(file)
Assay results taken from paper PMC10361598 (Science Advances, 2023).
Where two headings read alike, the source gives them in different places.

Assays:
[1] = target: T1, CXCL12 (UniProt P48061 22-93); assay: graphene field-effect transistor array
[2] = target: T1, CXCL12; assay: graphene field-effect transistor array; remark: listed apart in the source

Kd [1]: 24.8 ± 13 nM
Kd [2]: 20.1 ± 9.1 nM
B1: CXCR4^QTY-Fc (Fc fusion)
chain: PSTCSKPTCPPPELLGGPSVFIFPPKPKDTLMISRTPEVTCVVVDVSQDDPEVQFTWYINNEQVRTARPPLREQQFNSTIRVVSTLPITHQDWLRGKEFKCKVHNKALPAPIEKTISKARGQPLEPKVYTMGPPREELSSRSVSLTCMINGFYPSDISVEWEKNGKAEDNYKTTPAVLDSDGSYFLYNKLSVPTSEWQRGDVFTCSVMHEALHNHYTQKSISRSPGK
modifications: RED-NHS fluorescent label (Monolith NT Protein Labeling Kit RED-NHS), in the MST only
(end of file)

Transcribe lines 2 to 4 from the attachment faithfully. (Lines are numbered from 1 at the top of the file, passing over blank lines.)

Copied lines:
Where two headings read alike, the source gives them in different places.

Assays:
[1] = target: T1, CXCL12 (UniProt P48061 22-93); assay: graphene field-effect transistor array